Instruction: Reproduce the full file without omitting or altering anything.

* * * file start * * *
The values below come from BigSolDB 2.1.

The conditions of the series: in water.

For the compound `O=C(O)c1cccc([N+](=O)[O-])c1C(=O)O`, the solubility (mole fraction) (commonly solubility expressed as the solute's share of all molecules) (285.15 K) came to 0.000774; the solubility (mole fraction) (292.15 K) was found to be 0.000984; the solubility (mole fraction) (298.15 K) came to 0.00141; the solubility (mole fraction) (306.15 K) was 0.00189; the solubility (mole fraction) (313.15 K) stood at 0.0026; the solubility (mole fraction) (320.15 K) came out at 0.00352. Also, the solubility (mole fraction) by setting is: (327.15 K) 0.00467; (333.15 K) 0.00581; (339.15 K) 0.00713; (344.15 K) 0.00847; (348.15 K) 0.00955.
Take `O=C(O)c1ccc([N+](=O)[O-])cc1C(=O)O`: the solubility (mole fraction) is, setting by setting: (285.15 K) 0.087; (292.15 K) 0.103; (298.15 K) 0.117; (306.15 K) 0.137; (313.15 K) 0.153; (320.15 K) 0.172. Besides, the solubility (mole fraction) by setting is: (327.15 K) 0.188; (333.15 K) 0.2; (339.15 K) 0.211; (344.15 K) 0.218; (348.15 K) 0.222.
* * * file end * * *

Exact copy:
The values below come from BigSolDB 2.1.

The conditions of the series: in water.

For the compound `O=C(O)c1cccc([N+](=O)[O-])c1C(=O)O`, the solubility (mole fraction) (commonly solubility expressed as the solute's share of all molecules) (285.15 K) came to 0.000774; the solubility (mole fraction) (292.15 K) was found to be 0.000984; the solubility (mole fraction) (298.15 K) came to 0.00141; the solubility (mole fraction) (306.15 K) was 0.00189; the solubility (mole fraction) (313.15 K) stood at 0.0026; the solubility (mole fraction) (320.15 K) came out at 0.00352. Also, the solubility (mole fraction) by setting is: (327.15 K) 0.00467; (333.15 K) 0.00581; (339.15 K) 0.00713; (344.15 K) 0.00847; (348.15 K) 0.00955.
Take `O=C(O)c1ccc([N+](=O)[O-])cc1C(=O)O`: the solubility (mole fraction) is, setting by setting: (285.15 K) 0.087; (292.15 K) 0.103; (298.15 K) 0.117; (306.15 K) 0.137; (313.15 K) 0.153; (320.15 K) 0.172. Besides, the solubility (mole fraction) by setting is: (327.15 K) 0.188; (333.15 K) 0.2; (339.15 K) 0.211; (344.15 K) 0.218; (348.15 K) 0.222.